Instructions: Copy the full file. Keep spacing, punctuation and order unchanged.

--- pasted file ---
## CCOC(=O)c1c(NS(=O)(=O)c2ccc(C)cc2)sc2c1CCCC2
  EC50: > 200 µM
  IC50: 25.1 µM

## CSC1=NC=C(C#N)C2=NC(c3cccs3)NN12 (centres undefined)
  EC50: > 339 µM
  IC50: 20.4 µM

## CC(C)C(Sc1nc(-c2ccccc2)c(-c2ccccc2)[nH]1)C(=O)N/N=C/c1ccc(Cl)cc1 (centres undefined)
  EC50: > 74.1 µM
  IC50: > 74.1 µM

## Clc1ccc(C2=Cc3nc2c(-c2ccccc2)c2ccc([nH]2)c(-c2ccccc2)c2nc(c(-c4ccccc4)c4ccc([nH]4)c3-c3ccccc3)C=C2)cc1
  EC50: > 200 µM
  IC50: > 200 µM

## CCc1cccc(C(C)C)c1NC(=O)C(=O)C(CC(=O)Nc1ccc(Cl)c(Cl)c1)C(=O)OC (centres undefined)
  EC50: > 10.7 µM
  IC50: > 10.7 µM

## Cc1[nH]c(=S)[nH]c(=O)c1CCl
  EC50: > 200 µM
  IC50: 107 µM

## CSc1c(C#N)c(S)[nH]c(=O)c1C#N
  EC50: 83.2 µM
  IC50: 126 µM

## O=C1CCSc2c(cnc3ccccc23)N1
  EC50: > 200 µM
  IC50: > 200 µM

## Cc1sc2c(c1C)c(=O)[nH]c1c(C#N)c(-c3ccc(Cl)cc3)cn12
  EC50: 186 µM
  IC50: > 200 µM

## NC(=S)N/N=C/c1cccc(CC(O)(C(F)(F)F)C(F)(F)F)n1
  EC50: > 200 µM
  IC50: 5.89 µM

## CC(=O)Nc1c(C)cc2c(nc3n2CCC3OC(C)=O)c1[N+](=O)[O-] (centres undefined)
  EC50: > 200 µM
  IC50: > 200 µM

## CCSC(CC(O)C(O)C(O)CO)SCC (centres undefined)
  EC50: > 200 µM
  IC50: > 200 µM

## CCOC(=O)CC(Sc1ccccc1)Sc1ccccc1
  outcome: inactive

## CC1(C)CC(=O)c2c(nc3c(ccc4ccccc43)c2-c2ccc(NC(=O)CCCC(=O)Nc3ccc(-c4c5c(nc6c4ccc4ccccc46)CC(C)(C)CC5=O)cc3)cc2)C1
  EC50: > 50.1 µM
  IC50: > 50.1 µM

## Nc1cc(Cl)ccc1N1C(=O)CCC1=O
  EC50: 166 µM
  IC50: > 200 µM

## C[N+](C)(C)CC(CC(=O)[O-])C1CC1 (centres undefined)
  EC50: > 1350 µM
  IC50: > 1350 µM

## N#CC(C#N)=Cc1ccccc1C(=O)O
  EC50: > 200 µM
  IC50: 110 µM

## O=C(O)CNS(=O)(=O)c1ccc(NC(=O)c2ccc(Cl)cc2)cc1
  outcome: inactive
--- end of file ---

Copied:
## CCOC(=O)c1c(NS(=O)(=O)c2ccc(C)cc2)sc2c1CCCC2
  EC50: > 200 µM
  IC50: 25.1 µM

## CSC1=NC=C(C#N)C2=NC(c3cccs3)NN12 (centres undefined)
  EC50: > 339 µM
  IC50: 20.4 µM

## CC(C)C(Sc1nc(-c2ccccc2)c(-c2ccccc2)[nH]1)C(=O)N/N=C/c1ccc(Cl)cc1 (centres undefined)
  EC50: > 74.1 µM
  IC50: > 74.1 µM

## Clc1ccc(C2=Cc3nc2c(-c2ccccc2)c2ccc([nH]2)c(-c2ccccc2)c2nc(c(-c4ccccc4)c4ccc([nH]4)c3-c3ccccc3)C=C2)cc1
  EC50: > 200 µM
  IC50: > 200 µM

## CCc1cccc(C(C)C)c1NC(=O)C(=O)C(CC(=O)Nc1ccc(Cl)c(Cl)c1)C(=O)OC (centres undefined)
  EC50: > 10.7 µM
  IC50: > 10.7 µM

## Cc1[nH]c(=S)[nH]c(=O)c1CCl
  EC50: > 200 µM
  IC50: 107 µM

## CSc1c(C#N)c(S)[nH]c(=O)c1C#N
  EC50: 83.2 µM
  IC50: 126 µM

## O=C1CCSc2c(cnc3ccccc23)N1
  EC50: > 200 µM
  IC50: > 200 µM

## Cc1sc2c(c1C)c(=O)[nH]c1c(C#N)c(-c3ccc(Cl)cc3)cn12
  EC50: 186 µM
  IC50: > 200 µM

## NC(=S)N/N=C/c1cccc(CC(O)(C(F)(F)F)C(F)(F)F)n1
  EC50: > 200 µM
  IC50: 5.89 µM

## CC(=O)Nc1c(C)cc2c(nc3n2CCC3OC(C)=O)c1[N+](=O)[O-] (centres undefined)
  EC50: > 200 µM
  IC50: > 200 µM

## CCSC(CC(O)C(O)C(O)CO)SCC (centres undefined)
  EC50: > 200 µM
  IC50: > 200 µM

## CCOC(=O)CC(Sc1ccccc1)Sc1ccccc1
  outcome: inactive

## CC1(C)CC(=O)c2c(nc3c(ccc4ccccc43)c2-c2ccc(NC(=O)CCCC(=O)Nc3ccc(-c4c5c(nc6c4ccc4ccccc46)CC(C)(C)CC5=O)cc3)cc2)C1
  EC50: > 50.1 µM
  IC50: > 50.1 µM

## Nc1cc(Cl)ccc1N1C(=O)CCC1=O
  EC50: 166 µM
  IC50: > 200 µM

## C[N+](C)(C)CC(CC(=O)[O-])C1CC1 (centres undefined)
  EC50: > 1350 µM
  IC50: > 1350 µM

## N#CC(C#N)=Cc1ccccc1C(=O)O
  EC50: > 200 µM
  IC50: 110 µM

## O=C(O)CNS(=O)(=O)c1ccc(NC(=O)c2ccc(Cl)cc2)cc1
  outcome: inactive